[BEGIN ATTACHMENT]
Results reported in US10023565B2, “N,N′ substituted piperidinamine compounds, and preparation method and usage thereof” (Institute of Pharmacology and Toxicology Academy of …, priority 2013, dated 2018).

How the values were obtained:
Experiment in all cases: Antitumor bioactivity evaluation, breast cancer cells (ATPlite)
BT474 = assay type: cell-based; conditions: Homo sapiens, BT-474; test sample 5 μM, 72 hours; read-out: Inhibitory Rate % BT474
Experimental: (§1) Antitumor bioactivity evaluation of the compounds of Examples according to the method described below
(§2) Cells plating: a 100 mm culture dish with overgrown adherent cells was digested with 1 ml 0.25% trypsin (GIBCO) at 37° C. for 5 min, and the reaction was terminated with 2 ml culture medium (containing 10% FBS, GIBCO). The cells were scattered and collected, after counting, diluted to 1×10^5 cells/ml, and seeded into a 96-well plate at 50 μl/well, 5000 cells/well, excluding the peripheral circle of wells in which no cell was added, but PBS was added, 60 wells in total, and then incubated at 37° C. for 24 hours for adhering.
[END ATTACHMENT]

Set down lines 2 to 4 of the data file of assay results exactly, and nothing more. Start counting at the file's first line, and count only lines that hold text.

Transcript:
How the values were obtained:
Experiment in all cases: Antitumor bioactivity evaluation, breast cancer cells (ATPlite)
BT474 = assay type: cell-based; conditions: Homo sapiens, BT-474; test sample 5 μM, 72 hours; read-out: Inhibitory Rate % BT474